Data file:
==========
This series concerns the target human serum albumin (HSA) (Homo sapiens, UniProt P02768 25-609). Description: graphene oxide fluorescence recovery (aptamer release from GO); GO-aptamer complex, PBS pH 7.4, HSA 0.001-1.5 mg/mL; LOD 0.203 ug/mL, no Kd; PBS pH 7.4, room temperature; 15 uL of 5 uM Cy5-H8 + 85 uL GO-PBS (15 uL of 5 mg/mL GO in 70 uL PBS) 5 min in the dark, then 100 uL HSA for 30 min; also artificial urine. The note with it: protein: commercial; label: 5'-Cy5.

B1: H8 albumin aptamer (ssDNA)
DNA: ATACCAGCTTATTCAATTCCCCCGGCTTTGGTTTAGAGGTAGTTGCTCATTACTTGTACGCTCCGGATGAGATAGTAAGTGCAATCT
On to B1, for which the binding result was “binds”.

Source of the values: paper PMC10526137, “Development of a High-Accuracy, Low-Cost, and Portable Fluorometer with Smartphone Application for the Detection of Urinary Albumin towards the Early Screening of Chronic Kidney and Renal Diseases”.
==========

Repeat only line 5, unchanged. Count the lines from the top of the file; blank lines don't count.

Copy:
Source of the values: paper PMC10526137, “Development of a High-Accuracy, Low-Cost, and Portable Fluorometer with Smartphone Application for the Detection of Urinary Albumin towards the Early Screening of Chronic Kidney and Renal Diseases”.